When to Plant Tomatoes in Sydney

Tomatoes grow best in warm, sunny weather with plenty of well-drained soil and shelter from winds.

To get you on your way to a fruitful tomato season, we’ve prepared this guide on everything you need to know about planting tomatoes in Sydney.

When is the best time to plant tomatoes in Sydney?

Sydney enjoys a temperate climate with warm summers and no dry season.

This means that you can plant tomatoes in late spring/early summer.

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To give your tomatoes the best chance for growth over summer, we recommend planting in late spring, when the soil has warmed up a little, and after the last frost.

Keep in mind that in tropical and subtropical regions, tomatoes can be planted year-round.

What growing conditions suit tomatoes?

Tomatoes grow best in warm, sunny weather with plenty of well-drained soil and shelter from winds.

They can do well in a variety of soils, if grown under the right conditions.

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If you’re growing tomatoes on your balcony, patio or in containers, make sure there’s good sun exposure – otherwise they may not fruit properly.

Can you grow tomatoes in Sydney winter?

No, it’s too cold to grow tomatoes in Sydney winters.

Planting tomatoes in Sydney winters can only be done if you have a green house, or if you have a suitable space inside your house (e.g. a sunroom).

Otherwise, it’s best to grow other winter crops.

How late can you plant tomatoes in Sydney?

Tomatoes have a wide range of climates that they will grow in, so most tomatoes are able to be planted right through spring and summer.

If you plant your tomatoes once the weather starts to cool they may not grow to their full potential.

The best soil for growing tomatoes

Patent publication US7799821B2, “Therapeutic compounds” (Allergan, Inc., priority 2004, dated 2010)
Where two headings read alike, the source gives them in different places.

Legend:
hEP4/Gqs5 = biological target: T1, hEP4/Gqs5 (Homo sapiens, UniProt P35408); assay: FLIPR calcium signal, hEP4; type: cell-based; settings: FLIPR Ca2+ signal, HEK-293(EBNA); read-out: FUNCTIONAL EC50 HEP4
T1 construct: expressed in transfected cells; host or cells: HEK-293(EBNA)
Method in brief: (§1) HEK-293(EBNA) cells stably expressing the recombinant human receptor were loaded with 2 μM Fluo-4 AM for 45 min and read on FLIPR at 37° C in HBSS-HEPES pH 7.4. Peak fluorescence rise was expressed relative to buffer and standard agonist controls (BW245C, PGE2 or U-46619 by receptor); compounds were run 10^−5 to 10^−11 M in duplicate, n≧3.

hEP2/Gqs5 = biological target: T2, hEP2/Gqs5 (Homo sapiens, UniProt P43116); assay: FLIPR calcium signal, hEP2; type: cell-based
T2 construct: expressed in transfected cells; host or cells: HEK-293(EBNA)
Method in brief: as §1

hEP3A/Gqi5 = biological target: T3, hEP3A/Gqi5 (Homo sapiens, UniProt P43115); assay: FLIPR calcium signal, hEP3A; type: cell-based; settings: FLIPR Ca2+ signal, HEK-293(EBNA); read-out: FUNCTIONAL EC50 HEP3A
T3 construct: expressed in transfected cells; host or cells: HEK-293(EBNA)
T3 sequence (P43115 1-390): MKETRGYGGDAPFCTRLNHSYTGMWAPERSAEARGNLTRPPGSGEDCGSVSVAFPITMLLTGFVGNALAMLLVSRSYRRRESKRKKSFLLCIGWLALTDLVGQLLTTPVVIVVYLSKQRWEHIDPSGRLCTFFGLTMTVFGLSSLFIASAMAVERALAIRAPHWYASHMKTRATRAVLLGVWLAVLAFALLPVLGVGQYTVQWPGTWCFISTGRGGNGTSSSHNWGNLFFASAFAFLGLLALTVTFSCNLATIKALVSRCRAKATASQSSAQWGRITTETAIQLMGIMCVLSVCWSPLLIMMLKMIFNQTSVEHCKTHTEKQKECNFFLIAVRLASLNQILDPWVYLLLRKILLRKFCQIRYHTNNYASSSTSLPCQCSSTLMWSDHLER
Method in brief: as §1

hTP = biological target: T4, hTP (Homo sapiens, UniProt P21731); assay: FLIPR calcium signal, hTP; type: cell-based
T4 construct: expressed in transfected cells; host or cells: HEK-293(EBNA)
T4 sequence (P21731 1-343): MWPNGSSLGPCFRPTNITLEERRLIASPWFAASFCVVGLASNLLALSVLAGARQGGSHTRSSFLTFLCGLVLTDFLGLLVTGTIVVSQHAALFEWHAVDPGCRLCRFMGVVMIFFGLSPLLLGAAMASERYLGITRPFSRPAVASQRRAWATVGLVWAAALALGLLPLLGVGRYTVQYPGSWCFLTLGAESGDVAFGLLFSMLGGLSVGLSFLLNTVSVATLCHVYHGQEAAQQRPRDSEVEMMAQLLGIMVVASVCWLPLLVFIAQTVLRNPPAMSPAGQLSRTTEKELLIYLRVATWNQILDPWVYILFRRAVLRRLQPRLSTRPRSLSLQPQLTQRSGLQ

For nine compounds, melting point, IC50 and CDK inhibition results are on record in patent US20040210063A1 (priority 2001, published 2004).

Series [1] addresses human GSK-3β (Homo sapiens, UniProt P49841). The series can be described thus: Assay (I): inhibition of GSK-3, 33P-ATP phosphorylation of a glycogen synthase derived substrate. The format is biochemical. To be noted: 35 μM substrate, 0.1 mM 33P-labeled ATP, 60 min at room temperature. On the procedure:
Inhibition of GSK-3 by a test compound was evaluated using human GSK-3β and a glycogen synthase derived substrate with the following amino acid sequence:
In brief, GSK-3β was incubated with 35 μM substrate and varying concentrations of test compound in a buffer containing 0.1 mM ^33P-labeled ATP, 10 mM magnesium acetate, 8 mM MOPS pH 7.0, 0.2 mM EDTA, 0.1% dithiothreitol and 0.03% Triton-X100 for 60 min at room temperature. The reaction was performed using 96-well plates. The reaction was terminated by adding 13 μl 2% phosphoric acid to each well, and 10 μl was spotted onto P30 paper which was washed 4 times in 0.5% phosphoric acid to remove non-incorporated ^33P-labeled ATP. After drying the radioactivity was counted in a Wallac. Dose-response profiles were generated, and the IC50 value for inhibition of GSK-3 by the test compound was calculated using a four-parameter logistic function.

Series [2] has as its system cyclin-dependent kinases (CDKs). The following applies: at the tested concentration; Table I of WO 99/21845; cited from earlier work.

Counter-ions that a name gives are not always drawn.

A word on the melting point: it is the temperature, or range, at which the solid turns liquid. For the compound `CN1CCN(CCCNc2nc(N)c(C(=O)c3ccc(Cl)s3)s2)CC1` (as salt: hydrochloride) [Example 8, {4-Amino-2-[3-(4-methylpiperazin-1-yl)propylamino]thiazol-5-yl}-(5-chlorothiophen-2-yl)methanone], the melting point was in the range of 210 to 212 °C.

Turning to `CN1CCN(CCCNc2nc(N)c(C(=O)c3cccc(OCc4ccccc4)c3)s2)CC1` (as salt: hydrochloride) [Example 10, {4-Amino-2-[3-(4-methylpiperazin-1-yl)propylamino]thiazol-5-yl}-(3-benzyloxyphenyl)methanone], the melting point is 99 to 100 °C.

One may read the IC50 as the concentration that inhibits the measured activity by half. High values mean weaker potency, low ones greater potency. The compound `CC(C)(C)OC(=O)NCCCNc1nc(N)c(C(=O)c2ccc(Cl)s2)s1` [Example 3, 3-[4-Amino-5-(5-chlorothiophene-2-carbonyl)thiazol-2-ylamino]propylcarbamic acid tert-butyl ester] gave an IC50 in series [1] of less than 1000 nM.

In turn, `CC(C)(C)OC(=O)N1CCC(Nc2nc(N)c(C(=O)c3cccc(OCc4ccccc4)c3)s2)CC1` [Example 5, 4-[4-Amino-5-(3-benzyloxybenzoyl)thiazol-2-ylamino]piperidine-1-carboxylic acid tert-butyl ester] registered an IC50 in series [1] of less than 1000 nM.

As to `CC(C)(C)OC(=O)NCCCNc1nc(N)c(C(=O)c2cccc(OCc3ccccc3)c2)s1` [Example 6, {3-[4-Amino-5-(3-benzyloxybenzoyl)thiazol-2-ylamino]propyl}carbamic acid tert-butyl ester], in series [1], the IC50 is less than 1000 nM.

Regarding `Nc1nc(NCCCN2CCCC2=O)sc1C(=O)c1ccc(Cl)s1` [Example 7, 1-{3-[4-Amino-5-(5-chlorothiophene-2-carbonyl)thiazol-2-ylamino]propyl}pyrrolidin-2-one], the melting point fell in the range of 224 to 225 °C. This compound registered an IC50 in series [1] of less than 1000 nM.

When it comes to soil, tomatoes prefer rich and loamy soil with a ph level between 6 and 7.

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If your soil type is not suitable, then you can add compost, manure, or fertiliser to improve the quality of your soil.

Keep the planting hole small enough for all but about three inches of the stem to be covered by soil when you plant your seedlings.

Pest control

There is a range of pests that you may encounter during your tomato-growing venture.

These include fruit flies, aphids, whitefly, caterpillars, slugs and snails.

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Keep a close eye on your tomato plants and if you think you have a pest problem look into solutions that target your specific pest.

Fertilising tomatoes

Fertilisers aren’t necessary if you have well-prepared soil. If you do choose to use fertiliser, a balanced low nitrogen fertiliser will be ideal (for example, a 10:10:10 or a 5:5:5).

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Compost is the ideal input for your tomatoes, but again, it’s not strictly necessary—unless your tomato plants are looking unwell and their leaves are yellowing after about 2 months of proper care.

When to harvest tomatoes

About 10 to 12 weeks from planting, your tomatoes should be ready for harvest.

Note that if you leave them on the vine too long, they can split open due to over-ripening.

Therefore, pick the fruit when the skin is still firm.

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Steve Kropp

Based in Melbourne, Steve's passion is vegetable gardening, and he’s been writing about it for almost 5 years. He also loves all things DIY and is always looking for a new project. When not working on his own garden projects or blogging, Steve enjoys spending time with his family, cooking meals with produce harvested from his garden, and coaching his son’s footy team.


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